Michael Slager, the North Charleston, S.C., police officer who shot and killed black motorist Walter Scott, was sentenced to 20 years in prison yesterday. He had earlier pleaded guilty to violating Scott’s civil rights.
This is one of the few times a police officer has ever been held criminally accountable for an on-duty shooting. But Slager’s is not a story about accountability, or about fair justice. Slager was caught dead-to-rights on video. The video of the shooting went viral and made national headlines. Even with that video, state prosecutors were unable to convict him. (A jury in state court deadlocked.) Slager finally pleaded guilty on the federal civil rights charges. My hunch is that was probably a strategic mistake. I’m not at all convinced that a jury would have convicted him in federal court, either. Juries just don’t like to convict cops.
Why so cynical? Consider that even as Slager’s sentence came down this week, a former Arizona police officer was acquitted after shooting and killing unarmed Daniel Shaver. Those who have seen the body-cam footage describe the shooting as an execution. Also this week, NYPD officers shot and killed a 69-year-old man during a 4 a.m. raid. The police were looking for a 30-year-old man on drug and gun charges. A 90-year-old man who was also in the apartment said the two thought they were being robbed. And in Los Angeles, we learned this week that more than 300 sheriff’s deputies are on a secret misconduct list for offenses ranging from lying under oath to domestic violence to possible sexual assault. But thanks to union-negotiated rules, that list is kept secret from the public, from defense attorneys and even from prosecutors. Not only were the deputies on the list never criminally charged, they get to keep testifying before juries. They get to keep sending people to prison.
But you needn’t even leave South Carolina to see just how anomalous Slager’s conviction really is. Last year, I published a series on policing in the state that included, among other incidents …
A police raid for a misdemeanor gambling violation in which an officer shot and killed suspect Ernest Russell Jr. The officer’s report on the raid was so far removed from body-camera footage of the shooting that it’s hard to see how both could be about the same incident. The officer was never disciplined.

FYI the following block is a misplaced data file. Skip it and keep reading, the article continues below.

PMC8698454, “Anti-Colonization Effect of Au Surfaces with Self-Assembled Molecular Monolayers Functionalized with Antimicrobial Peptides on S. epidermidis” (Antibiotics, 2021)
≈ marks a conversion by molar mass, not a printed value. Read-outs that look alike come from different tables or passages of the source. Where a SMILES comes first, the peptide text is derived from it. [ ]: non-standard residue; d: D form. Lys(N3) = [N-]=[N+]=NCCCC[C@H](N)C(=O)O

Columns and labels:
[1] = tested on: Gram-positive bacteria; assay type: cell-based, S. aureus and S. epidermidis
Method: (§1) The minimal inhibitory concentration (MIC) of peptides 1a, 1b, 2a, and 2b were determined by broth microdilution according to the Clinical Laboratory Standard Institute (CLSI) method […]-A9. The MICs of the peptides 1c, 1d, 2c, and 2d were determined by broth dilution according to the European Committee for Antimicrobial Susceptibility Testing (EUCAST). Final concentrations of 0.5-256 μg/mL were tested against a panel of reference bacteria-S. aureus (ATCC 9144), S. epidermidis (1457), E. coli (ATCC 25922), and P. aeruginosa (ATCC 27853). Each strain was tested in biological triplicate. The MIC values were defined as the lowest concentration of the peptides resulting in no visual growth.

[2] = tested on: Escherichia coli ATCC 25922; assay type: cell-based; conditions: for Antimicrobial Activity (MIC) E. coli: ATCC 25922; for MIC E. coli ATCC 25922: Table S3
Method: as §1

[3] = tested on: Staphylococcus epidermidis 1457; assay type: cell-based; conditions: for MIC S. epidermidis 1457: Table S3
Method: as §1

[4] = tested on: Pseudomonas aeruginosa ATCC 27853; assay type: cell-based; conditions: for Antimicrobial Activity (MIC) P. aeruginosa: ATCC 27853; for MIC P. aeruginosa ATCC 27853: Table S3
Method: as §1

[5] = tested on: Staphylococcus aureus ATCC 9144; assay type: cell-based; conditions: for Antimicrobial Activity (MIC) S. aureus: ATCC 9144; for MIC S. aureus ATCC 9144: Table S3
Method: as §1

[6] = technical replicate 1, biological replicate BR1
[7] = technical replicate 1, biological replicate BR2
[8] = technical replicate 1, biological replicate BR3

Another task force raid on a Myrtle Beach man for a couple of low-level marijuana sales that resulted in police shooting the suspect multiple times. The officers severely wounded the man and nearly killed him. He lost the use of several organs and is paralyzed. Ballistics testing showed that police claims that the man had fired a gun at them were wrong — the gun hadn’t been fired. Surveillance video then emerged that contradicted police claims to have knocked and announced multiple times before battering down the man’s door. None of the officers associated with the raid were ever disciplined.
A bogus police stop and roadside search in the town of Aiken that resulted in white officers probing a black man’s anus in search of drugs. There appeared to have been no justification for either the stop or the search. Audio of the search was captured on the officers’ microphones. One officer received extra training as a result of the incident.
In another incident, a police officer stopped a man after claiming the man activated his turn signal too late. Dash-cam footage shows that this was false. After a few minutes, the officer beat the man, then arrested him. The man was then subjected to numerous medical procedures without his consent. A prosecutor later dismissed all charges against the man. Not only were the officers involved never disciplined, but one was later promoted.
In 2014, a South Carolina police officer shot and killed a 70-year-old man after mistaking his gun for a cane. The officer was never charged.